Document Detail


Rates and risks of gastrostomy tubes in infants with cleft palate.
MedLine Citation:
PMID:  21422313     Owner:  NLM     Status:  In-Data-Review    
Abstract/OtherAbstract:
OBJECTIVES: To review data on a cohort of infants with cleft palate to (1) determine rates of gastrostomy (G)-tube placement, (2) identify contributing comorbidities, and (3) use relative risk analyses to improve management of cleft palate in infants with feeding difficulty.
DESIGN: Retrospective medical record review.
SETTING: Tertiary care children's hospital.
PATIENTS: Infants with cleft palate born between January 1, 2000, and December 31, 2008, without G-tubes prior to referral were included. Comorbidities were analyzed, including syndromes and chromosomopathies (syn/chrom) and cardiac, respiratory, neurologic, and gastrointestinal diagnoses. These comorbidities were analyzed independently.
MAIN OUTCOME MEASURE: Gastrostomy-tube placement.
RESULTS: Of 214 infants with cleft palate, 34 required G-tubes. Of these, 19 had syn/chrom. Independent of these diagnoses, 17 infants had 1 system comorbidity and 12 had multisystem comorbidities. Of the 180 patients without G-tubes, 20 had syn/chrom. Independent of these diagnoses, 10 infants had 1 system comorbidity and 2 had multisystem comorbidities. Rates of G-tube placement ranged from 3% in infants without any comorbidity to 94% in infants with respiratory comorbidity. Relative risks of G-tube placement with syn/chrom, 1 system comorbidity, and multisystem comorbidities were 5.68 (95% confidence interval, 3.18-10.16), 21.79 (8.76-54.17), and 29.66 (12.18-72.21), respectively.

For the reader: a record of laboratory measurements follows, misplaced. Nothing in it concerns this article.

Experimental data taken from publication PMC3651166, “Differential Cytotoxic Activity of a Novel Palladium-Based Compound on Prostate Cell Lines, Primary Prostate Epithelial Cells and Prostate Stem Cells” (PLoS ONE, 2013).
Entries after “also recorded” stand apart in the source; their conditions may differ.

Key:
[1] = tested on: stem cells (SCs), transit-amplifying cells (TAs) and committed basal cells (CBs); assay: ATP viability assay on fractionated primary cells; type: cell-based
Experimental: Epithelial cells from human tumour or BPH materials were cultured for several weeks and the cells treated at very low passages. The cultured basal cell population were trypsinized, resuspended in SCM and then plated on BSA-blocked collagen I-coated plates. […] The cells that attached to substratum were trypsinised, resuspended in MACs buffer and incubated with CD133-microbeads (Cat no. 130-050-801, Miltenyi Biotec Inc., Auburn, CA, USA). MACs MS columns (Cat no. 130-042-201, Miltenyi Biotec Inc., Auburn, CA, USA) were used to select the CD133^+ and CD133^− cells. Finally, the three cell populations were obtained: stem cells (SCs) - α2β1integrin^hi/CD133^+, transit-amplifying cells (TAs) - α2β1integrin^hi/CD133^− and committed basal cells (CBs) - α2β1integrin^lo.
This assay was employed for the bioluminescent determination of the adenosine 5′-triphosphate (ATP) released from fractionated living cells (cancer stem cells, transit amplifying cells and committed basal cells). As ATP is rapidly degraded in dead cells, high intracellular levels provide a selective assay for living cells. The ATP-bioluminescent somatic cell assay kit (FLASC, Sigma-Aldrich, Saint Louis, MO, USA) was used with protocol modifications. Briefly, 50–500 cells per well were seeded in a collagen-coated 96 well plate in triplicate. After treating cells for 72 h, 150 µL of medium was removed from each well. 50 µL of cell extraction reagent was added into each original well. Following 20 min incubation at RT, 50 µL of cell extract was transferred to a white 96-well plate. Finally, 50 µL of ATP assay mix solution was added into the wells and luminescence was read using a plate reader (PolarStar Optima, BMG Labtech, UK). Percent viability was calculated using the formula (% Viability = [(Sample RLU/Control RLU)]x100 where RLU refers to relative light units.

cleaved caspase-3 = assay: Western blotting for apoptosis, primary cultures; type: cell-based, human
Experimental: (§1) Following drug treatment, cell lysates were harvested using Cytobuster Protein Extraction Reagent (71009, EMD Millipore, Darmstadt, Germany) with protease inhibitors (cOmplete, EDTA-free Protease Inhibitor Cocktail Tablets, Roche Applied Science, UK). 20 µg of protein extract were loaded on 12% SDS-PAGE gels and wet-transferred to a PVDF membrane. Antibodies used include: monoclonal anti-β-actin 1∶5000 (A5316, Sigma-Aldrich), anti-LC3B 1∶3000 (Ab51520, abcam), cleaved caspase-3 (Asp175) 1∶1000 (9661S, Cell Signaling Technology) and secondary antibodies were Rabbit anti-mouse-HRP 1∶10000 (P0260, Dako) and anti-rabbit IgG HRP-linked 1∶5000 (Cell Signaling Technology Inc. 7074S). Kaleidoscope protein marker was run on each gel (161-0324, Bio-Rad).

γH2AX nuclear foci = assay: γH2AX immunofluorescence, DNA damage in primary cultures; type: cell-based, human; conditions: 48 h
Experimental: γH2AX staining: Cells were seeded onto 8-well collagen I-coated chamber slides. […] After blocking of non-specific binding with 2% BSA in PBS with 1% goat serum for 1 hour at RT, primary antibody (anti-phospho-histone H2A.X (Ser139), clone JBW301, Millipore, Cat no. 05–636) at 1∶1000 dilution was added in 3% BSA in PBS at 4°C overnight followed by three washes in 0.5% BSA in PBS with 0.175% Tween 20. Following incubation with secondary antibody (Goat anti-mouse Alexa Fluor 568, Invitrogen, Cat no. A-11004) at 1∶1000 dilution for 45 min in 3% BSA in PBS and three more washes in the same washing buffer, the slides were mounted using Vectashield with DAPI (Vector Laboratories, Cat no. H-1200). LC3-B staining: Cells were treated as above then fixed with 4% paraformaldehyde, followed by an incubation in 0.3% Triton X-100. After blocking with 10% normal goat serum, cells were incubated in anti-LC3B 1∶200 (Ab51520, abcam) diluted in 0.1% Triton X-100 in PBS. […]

CONCLUSIONS: Diagnosis of syn/chrom or major comorbidity significantly increases risk of G-tube placement. Regardless of syn/chrom association, problems affecting the heart, respiratory system, central nervous system, and lower esophageal sphincter are the most significant risk factors, implying that particular comorbidities are more influential than a simple diagnosis of syn/chrom. These data should help identify children at greatest risk for G-tubes and those expected to overcome feeding difficulties, leading to more persistent use of nonsurgical therapy before resorting to G-tubes.
Authors:
Sharon R Cu; James D Sidman
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Publication Detail:
Type:  Journal Article    
Journal Detail:
Title:  Archives of otolaryngology--head & neck surgery     Volume:  137     ISSN:  1538-361X     ISO Abbreviation:  Arch. Otolaryngol. Head Neck Surg.     Publication Date:  2011 Mar 
Date Detail:
Created Date:  2011-03-22     Completed Date:  -     Revised Date:  -    
Medline Journal Info:
Nlm Unique ID:  8603209     Medline TA:  Arch Otolaryngol Head Neck Surg     Country:  United States    
Other Details:
Languages:  eng     Pagination:  275-81     Citation Subset:  AIM; IM    
Affiliation:
Pediatric ENT Associates, Children's Specialty Center, 2530 Chicago Ave S, Ste 450, Minneapolis, MN 55404. sidma001@umn.edu;cuxxx003@umn.edu.
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